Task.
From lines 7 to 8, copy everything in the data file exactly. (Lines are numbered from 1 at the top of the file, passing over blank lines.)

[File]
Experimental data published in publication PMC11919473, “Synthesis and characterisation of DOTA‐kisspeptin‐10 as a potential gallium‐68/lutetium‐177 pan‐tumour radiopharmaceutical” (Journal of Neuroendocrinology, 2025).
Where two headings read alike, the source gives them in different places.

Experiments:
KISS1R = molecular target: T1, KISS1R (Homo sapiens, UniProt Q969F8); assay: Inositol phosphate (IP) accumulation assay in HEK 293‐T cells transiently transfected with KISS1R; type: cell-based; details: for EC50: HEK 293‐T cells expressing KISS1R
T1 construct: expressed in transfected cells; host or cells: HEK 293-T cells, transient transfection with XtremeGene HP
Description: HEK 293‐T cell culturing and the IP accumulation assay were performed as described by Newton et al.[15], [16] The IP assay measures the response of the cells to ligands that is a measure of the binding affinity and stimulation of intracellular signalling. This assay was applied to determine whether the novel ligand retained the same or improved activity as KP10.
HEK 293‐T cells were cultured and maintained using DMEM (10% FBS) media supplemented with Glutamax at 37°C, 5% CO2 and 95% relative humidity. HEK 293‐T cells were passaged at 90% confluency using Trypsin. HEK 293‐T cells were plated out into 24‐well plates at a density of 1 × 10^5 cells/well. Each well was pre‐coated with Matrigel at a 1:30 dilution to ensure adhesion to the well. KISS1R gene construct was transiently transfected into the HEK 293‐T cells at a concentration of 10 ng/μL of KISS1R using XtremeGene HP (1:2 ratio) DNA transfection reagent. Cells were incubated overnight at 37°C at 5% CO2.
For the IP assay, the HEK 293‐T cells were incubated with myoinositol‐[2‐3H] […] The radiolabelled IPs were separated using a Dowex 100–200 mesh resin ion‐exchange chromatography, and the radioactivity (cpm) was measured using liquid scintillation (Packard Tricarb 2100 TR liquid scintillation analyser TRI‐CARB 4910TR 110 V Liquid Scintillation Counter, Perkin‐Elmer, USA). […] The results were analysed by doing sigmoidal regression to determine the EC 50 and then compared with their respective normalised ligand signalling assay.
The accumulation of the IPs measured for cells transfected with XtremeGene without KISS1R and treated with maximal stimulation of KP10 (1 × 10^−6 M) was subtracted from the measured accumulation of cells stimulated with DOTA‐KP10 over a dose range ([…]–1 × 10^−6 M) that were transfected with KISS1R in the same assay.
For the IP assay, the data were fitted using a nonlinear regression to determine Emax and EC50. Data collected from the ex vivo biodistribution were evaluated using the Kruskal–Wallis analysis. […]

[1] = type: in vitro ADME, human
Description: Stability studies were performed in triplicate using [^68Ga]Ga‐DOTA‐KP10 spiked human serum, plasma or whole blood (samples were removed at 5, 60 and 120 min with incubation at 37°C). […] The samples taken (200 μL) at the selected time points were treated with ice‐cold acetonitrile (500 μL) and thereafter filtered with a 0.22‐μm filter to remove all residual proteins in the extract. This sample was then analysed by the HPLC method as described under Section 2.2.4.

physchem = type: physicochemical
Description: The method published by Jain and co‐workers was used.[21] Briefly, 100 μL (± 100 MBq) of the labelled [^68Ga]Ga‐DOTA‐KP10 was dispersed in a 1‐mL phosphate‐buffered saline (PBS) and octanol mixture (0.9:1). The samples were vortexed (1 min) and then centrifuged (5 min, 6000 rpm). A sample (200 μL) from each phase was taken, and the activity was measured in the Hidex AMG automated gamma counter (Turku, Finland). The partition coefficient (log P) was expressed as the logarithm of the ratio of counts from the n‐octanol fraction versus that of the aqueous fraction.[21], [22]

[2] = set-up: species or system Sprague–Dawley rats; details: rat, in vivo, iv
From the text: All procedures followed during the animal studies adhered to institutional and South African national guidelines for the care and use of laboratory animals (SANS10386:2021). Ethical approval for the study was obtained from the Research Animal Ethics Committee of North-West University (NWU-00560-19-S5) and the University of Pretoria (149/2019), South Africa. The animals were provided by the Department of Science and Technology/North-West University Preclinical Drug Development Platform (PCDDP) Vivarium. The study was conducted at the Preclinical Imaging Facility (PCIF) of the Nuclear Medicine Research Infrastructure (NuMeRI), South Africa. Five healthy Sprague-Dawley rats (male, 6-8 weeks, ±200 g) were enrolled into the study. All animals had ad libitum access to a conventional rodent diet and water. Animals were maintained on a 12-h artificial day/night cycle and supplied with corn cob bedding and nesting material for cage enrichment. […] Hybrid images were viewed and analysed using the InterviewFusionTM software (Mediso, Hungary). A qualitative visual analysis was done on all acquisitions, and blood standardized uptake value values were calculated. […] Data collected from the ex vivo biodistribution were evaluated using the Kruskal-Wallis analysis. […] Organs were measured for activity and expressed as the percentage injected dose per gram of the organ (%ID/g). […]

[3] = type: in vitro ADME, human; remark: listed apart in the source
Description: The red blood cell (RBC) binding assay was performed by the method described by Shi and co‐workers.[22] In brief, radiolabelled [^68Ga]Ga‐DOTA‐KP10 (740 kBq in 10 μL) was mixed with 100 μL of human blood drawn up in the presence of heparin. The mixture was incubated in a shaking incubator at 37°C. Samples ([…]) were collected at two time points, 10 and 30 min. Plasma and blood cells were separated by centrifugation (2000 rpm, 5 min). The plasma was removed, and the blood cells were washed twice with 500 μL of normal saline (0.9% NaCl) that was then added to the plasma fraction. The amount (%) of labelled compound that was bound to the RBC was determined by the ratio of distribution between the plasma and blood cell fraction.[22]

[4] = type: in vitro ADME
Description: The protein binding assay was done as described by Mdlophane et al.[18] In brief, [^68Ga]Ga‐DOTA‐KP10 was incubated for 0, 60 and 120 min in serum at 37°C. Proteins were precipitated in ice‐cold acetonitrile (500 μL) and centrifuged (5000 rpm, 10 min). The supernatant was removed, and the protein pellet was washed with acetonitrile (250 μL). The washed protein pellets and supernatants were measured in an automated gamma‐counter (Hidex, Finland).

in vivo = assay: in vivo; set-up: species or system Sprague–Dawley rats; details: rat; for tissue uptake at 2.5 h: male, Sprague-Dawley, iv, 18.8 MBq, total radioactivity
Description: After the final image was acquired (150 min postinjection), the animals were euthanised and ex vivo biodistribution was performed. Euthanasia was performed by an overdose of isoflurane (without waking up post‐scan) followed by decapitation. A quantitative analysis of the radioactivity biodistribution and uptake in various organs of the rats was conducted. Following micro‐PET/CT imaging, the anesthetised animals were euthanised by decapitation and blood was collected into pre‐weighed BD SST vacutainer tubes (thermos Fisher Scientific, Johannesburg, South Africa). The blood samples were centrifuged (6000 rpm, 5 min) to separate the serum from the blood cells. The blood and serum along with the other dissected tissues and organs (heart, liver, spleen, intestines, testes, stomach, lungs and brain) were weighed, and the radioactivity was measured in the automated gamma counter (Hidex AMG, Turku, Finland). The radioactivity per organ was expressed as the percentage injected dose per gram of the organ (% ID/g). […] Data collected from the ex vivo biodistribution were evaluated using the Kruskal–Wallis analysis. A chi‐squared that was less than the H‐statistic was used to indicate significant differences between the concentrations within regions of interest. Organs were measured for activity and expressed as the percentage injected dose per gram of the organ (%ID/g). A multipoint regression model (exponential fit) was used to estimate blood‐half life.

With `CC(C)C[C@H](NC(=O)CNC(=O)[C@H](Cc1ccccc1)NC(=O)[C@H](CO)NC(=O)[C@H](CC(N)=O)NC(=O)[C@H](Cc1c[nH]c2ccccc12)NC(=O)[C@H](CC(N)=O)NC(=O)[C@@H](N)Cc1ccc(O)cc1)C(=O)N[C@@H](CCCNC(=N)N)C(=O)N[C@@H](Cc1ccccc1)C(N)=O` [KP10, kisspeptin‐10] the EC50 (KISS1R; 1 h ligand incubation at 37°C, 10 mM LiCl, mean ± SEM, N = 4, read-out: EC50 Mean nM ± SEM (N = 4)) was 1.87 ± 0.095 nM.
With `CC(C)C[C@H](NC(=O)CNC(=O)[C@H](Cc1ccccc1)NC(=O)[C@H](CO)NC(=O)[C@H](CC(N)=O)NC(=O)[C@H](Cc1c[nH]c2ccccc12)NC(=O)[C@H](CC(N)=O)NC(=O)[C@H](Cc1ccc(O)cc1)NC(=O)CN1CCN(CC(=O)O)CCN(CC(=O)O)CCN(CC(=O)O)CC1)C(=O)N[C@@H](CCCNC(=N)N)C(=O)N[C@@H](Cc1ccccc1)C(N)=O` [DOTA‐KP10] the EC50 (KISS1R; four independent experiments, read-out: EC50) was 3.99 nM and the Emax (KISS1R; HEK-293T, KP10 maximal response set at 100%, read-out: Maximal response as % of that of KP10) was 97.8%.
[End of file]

HEK 293‐T cells were cultured and maintained using DMEM (10% FBS) media supplemented with Glutamax at 37°C, 5% CO2 and 95% relative humidity. HEK 293‐T cells were passaged at 90% confluency using Trypsin. HEK 293‐T cells were plated out into 24‐well plates at a density of 1 × 10^5 cells/well. Each well was pre‐coated with Matrigel at a 1:30 dilution to ensure adhesion to the well. KISS1R gene construct was transiently transfected into the HEK 293‐T cells at a concentration of 10 ng/μL of KISS1R using XtremeGene HP (1:2 ratio) DNA transfection reagent. Cells were incubated overnight at 37°C at 5% CO2.
For the IP assay, the HEK 293‐T cells were incubated with myoinositol‐[2‐3H] […] The radiolabelled IPs were separated using a Dowex 100–200 mesh resin ion‐exchange chromatography, and the radioactivity (cpm) was measured using liquid scintillation (Packard Tricarb 2100 TR liquid scintillation analyser TRI‐CARB 4910TR 110 V Liquid Scintillation Counter, Perkin‐Elmer, USA). […] The results were analysed by doing sigmoidal regression to determine the EC 50 and then compared with their respective normalised ligand signalling assay.